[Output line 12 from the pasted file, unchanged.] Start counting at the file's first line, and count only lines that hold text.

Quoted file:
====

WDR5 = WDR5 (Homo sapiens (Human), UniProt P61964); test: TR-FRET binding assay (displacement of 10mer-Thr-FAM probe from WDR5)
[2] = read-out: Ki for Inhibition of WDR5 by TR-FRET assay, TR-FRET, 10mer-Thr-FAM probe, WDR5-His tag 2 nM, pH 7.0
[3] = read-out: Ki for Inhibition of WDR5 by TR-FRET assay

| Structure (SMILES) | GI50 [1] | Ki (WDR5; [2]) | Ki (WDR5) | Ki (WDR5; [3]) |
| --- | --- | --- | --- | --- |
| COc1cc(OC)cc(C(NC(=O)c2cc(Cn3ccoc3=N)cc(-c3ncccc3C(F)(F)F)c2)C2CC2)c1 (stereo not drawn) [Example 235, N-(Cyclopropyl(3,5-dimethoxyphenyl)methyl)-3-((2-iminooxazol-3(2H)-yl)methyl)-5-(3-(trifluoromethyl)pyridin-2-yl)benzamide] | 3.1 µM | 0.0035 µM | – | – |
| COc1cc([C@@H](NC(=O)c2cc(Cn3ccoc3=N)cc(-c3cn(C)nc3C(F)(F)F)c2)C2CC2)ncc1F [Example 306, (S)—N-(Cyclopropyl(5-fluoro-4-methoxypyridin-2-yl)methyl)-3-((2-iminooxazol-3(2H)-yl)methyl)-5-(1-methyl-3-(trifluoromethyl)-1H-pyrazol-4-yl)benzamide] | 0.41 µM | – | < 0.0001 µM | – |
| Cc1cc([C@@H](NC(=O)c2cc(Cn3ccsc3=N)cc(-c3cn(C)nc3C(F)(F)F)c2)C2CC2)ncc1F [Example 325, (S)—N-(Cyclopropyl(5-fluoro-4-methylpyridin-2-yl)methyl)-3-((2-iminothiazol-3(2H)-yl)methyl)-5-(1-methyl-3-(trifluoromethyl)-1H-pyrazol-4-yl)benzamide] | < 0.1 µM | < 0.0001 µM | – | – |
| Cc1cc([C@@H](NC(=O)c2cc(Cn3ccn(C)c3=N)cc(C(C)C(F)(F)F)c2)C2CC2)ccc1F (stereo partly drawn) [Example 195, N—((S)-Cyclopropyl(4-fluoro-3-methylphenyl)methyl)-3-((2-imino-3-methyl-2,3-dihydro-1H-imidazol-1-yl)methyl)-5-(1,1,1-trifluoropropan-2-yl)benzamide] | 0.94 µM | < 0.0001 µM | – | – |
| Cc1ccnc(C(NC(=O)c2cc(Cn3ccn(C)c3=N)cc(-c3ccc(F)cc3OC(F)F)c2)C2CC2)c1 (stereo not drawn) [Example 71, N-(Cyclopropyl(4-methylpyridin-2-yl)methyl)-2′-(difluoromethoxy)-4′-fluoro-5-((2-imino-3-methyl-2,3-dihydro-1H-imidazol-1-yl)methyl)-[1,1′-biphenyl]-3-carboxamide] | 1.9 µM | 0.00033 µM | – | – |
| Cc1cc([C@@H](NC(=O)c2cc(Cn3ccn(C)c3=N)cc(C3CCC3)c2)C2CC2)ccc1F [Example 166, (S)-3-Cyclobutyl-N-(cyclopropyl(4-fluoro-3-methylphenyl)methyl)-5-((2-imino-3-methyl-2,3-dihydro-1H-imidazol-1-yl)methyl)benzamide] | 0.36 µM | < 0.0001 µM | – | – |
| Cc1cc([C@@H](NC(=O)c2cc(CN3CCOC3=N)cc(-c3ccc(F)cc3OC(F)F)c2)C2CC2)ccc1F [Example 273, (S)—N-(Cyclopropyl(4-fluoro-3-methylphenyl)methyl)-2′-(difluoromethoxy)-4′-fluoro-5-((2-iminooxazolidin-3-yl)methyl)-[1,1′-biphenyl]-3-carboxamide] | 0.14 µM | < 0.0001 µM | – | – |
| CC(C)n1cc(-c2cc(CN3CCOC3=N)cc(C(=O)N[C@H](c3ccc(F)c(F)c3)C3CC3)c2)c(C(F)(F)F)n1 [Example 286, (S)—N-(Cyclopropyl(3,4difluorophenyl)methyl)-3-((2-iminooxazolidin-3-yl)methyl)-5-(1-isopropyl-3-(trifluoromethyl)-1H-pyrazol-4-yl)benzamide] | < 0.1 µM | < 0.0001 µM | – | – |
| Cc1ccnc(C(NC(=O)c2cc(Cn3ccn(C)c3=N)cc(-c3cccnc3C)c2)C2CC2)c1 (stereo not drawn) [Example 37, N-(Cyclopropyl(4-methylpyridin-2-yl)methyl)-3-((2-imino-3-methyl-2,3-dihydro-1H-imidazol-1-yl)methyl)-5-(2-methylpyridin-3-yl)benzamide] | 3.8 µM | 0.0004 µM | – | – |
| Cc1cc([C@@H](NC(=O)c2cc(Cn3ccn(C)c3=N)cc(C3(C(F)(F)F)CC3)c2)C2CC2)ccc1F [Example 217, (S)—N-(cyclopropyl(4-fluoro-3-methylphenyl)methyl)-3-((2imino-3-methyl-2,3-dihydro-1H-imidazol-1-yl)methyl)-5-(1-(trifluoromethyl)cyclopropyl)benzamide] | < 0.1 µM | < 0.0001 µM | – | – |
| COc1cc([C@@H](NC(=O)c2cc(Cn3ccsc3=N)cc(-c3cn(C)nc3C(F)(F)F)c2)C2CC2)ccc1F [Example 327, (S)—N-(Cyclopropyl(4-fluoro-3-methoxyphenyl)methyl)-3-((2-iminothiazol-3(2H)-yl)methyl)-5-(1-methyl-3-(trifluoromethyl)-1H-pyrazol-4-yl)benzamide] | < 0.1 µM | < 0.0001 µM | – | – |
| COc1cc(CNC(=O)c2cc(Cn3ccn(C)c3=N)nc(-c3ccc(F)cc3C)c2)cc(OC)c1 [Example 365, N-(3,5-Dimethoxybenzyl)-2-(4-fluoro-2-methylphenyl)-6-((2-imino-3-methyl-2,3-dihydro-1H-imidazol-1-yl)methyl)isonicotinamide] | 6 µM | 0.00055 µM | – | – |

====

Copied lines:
| Cc1cc([C@@H](NC(=O)c2cc(CN3CCOC3=N)cc(-c3ccc(F)cc3OC(F)F)c2)C2CC2)ccc1F [Example 273, (S)—N-(Cyclopropyl(4-fluoro-3-methylphenyl)methyl)-2′-(difluoromethoxy)-4′-fluoro-5-((2-iminooxazolidin-3-yl)methyl)-[1,1′-biphenyl]-3-carboxamide] | 0.14 µM | < 0.0001 µM | – | – |